Julie Johnston founded Boot Camp Las Vegas in 2005, when—after unsuccessfully trying to lose 60 pounds through a battery of exercise techniques—she considered enlisting in the military solely for the physical challenge and camaraderie. Upon reconsideration, she decided to reclaim some turf from the lazy birds in nearby parks and stage her own workouts to build the physical and mental toughness she knew she was capable of developing. Today, a team of instructors—all certified personal trainers who have completed 64 days of boot-camp training—preaches Johnston's program to exercisers of all fitness levels. To help monitor and maximize workouts, they stage weigh-ins, take measurements, perform physical-fitness tests, and dish out a nutrition packet to shed light on healthy eating.
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It’s typically said that two heads are better than one, so four must represent an improvement of exponential proportions. The theory certainly holds true in the case of Ultimate Training Center’s four founders, whose heads are chock full of exercise information gleaned from years in the fitness industry and owning their own fitness businesses. They decided to join forces, bringing their many disciplines under one roof. Sue Harragan and Tawnya Christian focus on the ballet-inspire barre fitness classes. Fifteen-year personal training veteran Mike Alexander teaches Schwinn spinning and TRX suspension techniques to build muscle and endurance. CrossFit guru Chris Lewis rounds out the lineup, brining intense cross training and kettlebell classes to the gym.
Nevada Ballet Theatre will launch its 39th season on October 15 with its Fall Series tribute to the late Robert Joffrey. This unprecedented performance will feature the combined dance powers of four of the nation's leading companies: Ballet West, Hubbard Street Dance Chicago, Aspen Santa Fe Ballet, and the Nevada Ballet Theatre. NBT dancers will kick off the evening with fluid, impressionistic movements that passionately recall the beauty of Degas paintings without subjecting the audience to overly talkative art historians with turpentine breath. Hubbard Street Dance Chicago will take the stage to perform the pas de deux from Gnawa, followed by Aspen Santa Fe Ballet's rendition of Jorma Elo's Red Sweet, a hyperkinetic blend of robotics and pirouettes. Danceophiles can also wiggle their feet fingers in anticipation of a special preview performance of Jiri Kylian's joyous Sinfonietta, danced by Ballet West.
Guests entering a David Barton Gym for the first time might think they've accidentally wandered into a nightclub, and be tempted to trade their athletic shoes for a pair of high heels. The celebrity-studded gyms have cropped up in New York, Los Angeles, and Chicago, and aim to transport exercisers from their everyday lives into a wildly imaginative fitness playland whose statues, artwork, velvet sofas, and dramatic lighting are reminiscent of a movie set or fashion runway.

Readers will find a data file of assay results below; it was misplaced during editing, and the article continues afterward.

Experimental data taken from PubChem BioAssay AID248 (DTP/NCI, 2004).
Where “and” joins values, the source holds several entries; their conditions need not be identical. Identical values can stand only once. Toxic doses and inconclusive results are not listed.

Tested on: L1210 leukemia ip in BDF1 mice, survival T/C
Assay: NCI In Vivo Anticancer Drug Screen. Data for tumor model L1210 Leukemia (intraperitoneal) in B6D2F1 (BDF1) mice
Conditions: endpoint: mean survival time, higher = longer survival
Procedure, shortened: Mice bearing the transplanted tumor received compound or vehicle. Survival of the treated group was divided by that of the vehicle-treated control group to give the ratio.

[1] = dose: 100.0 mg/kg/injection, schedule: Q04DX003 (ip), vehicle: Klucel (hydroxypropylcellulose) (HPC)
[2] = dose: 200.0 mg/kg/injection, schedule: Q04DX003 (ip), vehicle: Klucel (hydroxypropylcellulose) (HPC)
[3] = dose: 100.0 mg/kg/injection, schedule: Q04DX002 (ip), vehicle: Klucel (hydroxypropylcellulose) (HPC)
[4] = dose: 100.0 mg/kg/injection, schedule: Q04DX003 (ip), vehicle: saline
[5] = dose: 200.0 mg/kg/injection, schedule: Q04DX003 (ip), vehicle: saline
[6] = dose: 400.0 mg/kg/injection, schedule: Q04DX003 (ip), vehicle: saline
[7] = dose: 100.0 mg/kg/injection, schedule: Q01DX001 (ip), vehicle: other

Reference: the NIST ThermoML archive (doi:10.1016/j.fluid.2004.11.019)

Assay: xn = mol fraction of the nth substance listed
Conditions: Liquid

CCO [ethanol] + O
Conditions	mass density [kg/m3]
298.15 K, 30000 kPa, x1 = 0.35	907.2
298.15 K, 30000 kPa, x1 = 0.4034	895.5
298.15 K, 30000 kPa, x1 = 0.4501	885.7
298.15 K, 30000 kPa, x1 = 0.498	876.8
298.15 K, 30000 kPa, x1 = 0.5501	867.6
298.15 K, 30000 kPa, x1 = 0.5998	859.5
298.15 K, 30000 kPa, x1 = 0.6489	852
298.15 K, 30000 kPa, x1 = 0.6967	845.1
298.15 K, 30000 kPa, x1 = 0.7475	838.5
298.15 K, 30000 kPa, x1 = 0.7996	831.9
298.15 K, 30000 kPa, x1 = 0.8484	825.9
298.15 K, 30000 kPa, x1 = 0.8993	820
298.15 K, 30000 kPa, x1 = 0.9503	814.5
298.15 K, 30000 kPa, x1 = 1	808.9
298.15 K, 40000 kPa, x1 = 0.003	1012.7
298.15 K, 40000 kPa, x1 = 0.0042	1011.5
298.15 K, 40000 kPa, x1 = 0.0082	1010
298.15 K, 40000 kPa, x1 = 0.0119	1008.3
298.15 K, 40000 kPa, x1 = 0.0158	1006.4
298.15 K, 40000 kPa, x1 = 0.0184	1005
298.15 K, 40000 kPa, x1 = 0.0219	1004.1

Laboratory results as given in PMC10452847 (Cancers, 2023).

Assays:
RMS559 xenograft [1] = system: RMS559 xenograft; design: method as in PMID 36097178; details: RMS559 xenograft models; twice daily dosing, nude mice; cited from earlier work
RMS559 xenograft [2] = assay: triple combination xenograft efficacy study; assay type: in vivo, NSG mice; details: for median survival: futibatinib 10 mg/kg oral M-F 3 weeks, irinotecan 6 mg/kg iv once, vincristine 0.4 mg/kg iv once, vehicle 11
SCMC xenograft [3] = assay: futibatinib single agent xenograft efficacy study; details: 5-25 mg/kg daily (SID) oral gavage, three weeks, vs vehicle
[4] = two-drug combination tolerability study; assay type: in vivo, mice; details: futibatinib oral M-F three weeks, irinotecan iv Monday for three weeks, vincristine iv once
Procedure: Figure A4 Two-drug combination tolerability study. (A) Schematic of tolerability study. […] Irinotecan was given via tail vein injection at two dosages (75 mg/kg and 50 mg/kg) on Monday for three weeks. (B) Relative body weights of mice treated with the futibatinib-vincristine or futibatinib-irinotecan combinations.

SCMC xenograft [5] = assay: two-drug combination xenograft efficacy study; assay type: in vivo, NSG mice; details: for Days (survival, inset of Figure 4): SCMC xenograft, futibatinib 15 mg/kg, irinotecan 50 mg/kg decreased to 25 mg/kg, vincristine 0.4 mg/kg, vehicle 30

The Las Vegas location was designed by antiestablishment fitness legend DavidBartonGym, who told the Las Vegas Review Journal, "This gym will give the local Las Vegas audience an environment that's the alternative to the mainstream health club that they've become accustomed to." The 30,000-square-foot gym offers miles of cardio stations, each with their own LCD TV, as well as experienced personal trainers and yoga for all skill levels. The unconventional space resounds with music and features an over-the-top locker room rumored to be the favorite alias-donning spot of numerous superheroes.
It might come as no surprise that a professional bodybuilder-turned-personal-trainer would name his fitness venture More Pain Please, but Michael Harris doesn't just mean physical pain. He believes that a truly effective fitness regimen addresses the mind as well as the body. To achieve this, he custom molds fitness regimens to an array of body types and lifestyles, always keeping the client's fitness goals in mind. He implements these plans inside the Las Vegas Athletic Club's modern facilities—but if clients prefer a more natural environment, he can also schedule sessions amid the greenery of local parks. Michael Harris is also certified in First Aid and CPR, ensuring he can get clients safely through their workouts.
Within each noncompetitive Curves facility, female fitness seekers are invited to move through a 30-minute circuit of hydraulic resistance machines that are designed to promote weight loss, protect against osteoporosis, and deal with arthritis. Shunning cumbersome weight stacks, the hydraulic gadgets adapt to each exerciser's body weight and fitness level to complement her individual abilities, subsequently decreasing the risk of soreness or injury. And because traditional lift-and-lower motions tend to create bulky muscles, the machines promote push-and-pull movements to sculpt toned, lean muscles perfect for crushing unsuspecting grapefruit. Experienced trainers are always nearby to help clients manage their machine maneuvering, and a soundtrack of fun, upbeat music includes cues to let women know when it's time to move on to the next station or break for an air viola solo.